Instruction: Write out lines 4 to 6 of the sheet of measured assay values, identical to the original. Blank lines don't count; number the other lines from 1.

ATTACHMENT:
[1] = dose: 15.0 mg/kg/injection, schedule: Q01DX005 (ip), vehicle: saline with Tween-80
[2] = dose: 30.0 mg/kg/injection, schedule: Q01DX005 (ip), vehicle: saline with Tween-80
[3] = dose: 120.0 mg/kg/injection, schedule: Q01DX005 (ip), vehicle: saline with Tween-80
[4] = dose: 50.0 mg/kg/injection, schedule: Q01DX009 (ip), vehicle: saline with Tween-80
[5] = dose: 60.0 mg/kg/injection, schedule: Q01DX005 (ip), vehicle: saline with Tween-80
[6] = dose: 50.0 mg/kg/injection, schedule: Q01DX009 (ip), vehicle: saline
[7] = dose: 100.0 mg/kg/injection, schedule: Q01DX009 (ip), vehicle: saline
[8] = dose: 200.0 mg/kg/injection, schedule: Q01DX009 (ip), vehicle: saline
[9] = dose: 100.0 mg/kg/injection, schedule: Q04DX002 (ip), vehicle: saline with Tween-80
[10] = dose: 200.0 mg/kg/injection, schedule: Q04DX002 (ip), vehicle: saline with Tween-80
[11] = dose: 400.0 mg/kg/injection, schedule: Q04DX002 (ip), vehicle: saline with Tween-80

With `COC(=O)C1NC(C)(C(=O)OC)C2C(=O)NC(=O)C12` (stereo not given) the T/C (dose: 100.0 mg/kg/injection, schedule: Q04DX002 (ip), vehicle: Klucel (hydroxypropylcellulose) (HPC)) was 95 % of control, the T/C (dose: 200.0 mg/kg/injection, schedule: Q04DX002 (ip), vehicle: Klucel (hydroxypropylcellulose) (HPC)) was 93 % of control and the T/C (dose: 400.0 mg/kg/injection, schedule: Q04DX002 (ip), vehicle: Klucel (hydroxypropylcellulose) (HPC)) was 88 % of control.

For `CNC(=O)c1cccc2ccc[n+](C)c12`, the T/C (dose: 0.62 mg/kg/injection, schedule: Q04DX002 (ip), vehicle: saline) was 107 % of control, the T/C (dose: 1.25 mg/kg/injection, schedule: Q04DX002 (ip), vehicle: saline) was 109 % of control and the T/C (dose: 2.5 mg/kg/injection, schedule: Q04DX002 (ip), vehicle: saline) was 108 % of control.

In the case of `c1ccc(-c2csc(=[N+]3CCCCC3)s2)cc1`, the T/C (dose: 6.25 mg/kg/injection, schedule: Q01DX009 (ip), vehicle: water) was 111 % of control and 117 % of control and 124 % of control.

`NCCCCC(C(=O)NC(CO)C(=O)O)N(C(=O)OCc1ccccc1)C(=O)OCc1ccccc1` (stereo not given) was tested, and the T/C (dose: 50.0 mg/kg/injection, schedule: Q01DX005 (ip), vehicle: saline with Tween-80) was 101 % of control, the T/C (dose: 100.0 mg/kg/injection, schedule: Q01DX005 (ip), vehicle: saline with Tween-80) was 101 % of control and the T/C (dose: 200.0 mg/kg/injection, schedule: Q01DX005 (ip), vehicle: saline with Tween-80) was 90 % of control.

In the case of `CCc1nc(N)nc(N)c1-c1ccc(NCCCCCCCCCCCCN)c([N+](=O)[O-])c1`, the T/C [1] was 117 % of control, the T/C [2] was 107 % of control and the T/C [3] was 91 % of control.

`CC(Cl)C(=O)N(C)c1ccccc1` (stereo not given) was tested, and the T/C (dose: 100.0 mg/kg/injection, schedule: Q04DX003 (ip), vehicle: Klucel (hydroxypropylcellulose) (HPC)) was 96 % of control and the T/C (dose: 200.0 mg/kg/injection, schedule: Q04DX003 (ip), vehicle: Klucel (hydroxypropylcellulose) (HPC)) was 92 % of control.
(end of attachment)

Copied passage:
[4] = dose: 50.0 mg/kg/injection, schedule: Q01DX009 (ip), vehicle: saline with Tween-80
[5] = dose: 60.0 mg/kg/injection, schedule: Q01DX005 (ip), vehicle: saline with Tween-80
[6] = dose: 50.0 mg/kg/injection, schedule: Q01DX009 (ip), vehicle: saline